When you’re just starting out, learning the guitar can be overwhelming. As a beginner, you’ll have loads of questions but you might not always know where to find the answers. So, as part of our ‘Ask Us Anything’ series, we’re answering all your guitar-related questions to help you play better and get the most out of your guitar practice.
So, here are the answers to the 11 most common beginner guitar questions you sent to us—enjoy!
1 - How do I start strumming on guitar?
Before you can start strumming correctly, you need to make sure you have the right posture. Make sure your guitar head is roughly at a 2 o’clock position and then strum from your wrist, not your elbow. Remember to keep your wrist nice and loose, use a thin pick (i.e. a 0.46), and hit the strings softly.
2 - How do I solo using scales?
The key to learning how to solo using scales is to learn one scale pattern at a time and to practice soloing only using this pattern . It takes time and happens step-by-step, so be patient, it’ll pay off!
3 - How do I play riffs?
To play a riff, you need to break the riff down into its smaller components, note-by-note. From here, slow down the tempo of the riff you’re playing so you can focus on playing the notes accurately and cleanly. Also, remove any rhythm from your strumming to better focus on purely hitting the right notes. As your accuracy improves, you can gradually bring the tempo back up to speed and introduce the rhythm!
4 - How can I improve hearing chord changes?
One trick to improve your musical ear when it comes to listening for chord changes is to listen to a change in the bass note. When the bass note changes, it’s easier to detect than some of the higher notes. From here, you can begin to work out whether you think the chord being played is major or minor—but this will take some training! Don’t expect to get this right away.
5 - How can I make playing A-shaped barre chords easier?
Firstly, to play barre chords correctly, you need to make sure your posture is correct. Playing A-shaped barre chords is especially hard as you use your ring finger to cover three strings at once. However, for some players, this is simply too painful. If that’s the case for you, try playing A-shaped barre chords using your index, middle, and ring fingers, rather than just your ring finger.
6 - How do I tune my guitar?
One great technique for a beginner guitarist is to use the 5th fret method to tune your guitar. However, you need to be sure that at least one of your strings is in tune to get this right. Instead, it’s more reliable to use a tuner or a tuner app such as the one available in Fretello to ensure all your strings are in tune.
To tune your guitar using a tuner app, all you need to do is pluck one of your strings and watch the needle. When the app needle moves to the middle of the screen, you know your string is close to being in tune. From here, simply turn that string’s peg clockwise or anti clockwise to either tighten or slacken the string until the needle is bang in the middle letting you know your string is in tune!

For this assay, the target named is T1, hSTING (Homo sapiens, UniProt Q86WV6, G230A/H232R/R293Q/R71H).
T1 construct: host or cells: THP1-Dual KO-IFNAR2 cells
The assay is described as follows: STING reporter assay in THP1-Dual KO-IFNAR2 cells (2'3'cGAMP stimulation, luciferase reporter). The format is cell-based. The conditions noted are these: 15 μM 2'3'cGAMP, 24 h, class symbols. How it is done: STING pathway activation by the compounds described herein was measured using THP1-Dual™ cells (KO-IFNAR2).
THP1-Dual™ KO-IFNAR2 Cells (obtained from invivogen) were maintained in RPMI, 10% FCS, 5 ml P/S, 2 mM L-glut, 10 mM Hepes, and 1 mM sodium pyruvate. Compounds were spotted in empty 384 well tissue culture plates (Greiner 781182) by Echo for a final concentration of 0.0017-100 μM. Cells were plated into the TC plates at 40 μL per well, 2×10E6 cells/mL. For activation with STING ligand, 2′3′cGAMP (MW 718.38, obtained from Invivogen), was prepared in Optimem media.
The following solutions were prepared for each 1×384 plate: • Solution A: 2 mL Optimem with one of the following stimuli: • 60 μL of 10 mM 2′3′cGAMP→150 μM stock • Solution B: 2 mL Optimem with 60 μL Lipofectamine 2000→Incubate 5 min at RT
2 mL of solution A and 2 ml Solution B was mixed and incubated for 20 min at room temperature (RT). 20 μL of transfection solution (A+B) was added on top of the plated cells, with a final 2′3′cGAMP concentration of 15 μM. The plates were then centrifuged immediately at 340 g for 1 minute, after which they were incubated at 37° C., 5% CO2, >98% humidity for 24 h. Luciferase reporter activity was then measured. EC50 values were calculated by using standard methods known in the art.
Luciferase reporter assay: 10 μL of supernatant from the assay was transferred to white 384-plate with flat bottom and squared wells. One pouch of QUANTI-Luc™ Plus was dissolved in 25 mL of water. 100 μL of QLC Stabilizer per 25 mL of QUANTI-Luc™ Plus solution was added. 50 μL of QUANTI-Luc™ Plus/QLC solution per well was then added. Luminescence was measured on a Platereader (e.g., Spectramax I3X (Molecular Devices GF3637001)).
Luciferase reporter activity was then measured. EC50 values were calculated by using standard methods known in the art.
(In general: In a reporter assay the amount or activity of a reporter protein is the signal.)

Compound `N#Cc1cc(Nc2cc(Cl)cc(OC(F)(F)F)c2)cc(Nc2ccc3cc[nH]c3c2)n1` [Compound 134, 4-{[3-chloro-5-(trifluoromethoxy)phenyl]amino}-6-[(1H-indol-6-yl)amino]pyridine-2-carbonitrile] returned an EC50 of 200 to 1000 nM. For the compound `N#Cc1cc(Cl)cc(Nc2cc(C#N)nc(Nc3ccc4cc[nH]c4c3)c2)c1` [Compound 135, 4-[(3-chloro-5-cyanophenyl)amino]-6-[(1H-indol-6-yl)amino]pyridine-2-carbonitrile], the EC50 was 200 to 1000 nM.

7 - How do I stop hitting other strings when I play?
To stop hitting other strings when you’re playing, make sure you are pressing the guitar strings using your finger tips. Ideally, your hand should make a C-shape when pressed away from the fretboard. If you play with the pads of your fingers, you’ll start to play unwanted strings. This also means that if you have long nails, you’ll need to trim them otherwise you won’t be able to play strings using the tips of your fingers!
8 - How do I become a guitarist like Shawn Mendes or Ed Sheeran?
First of all, you need to be practicing about 15 minutes a day if you want to start really improving. But, you need to make sure you have a practice routine that works for you. That could mean playing for 10 minutes in the morning and 5 minutes in the evening, or vice versa, for example. If it’s pop music that you want to learn, it’s a great idea to focus on learning the chords that most pop music is built from.
9 - How do I learn to play jazz music on guitar?
Jazz tends to use very different chord shapes than most other genres of music. This means that even if you’ve been learning guitar for many years, learning jazz can feel like you’re learning guitar from scratch all over again. If you want to learn jazz, a good place to start is to learn some of the popular three-finger jazz chords, plus a few standard jazz songs including Autumn Leaves and go from there!
10 - How do I stop my fretting hand from hurting while playing?
The best thing you can do to prevent your hand from hurting while you play is to make sure you’re sat in the correct posture. Keep the neck high, at around 2 o’clock, play from your wrist, and make sure you’re not gripping the neck of your guitar too hard.
11 - How do I take the CAGED system up and down the guitar neck?
The CAGED system states that there is a pattern for all the C,A,G,E, and D major and minor scales and chords. To move these up and down the neck it’s best to focus on one or two of these patterns first and start experimenting with these up and down the fretboard. Eventually, you can start to add a new pattern.
Next, look for phrases and licks that can’t be played in one pattern, but can be played in another. Then look for phrases that can link between the patterns!
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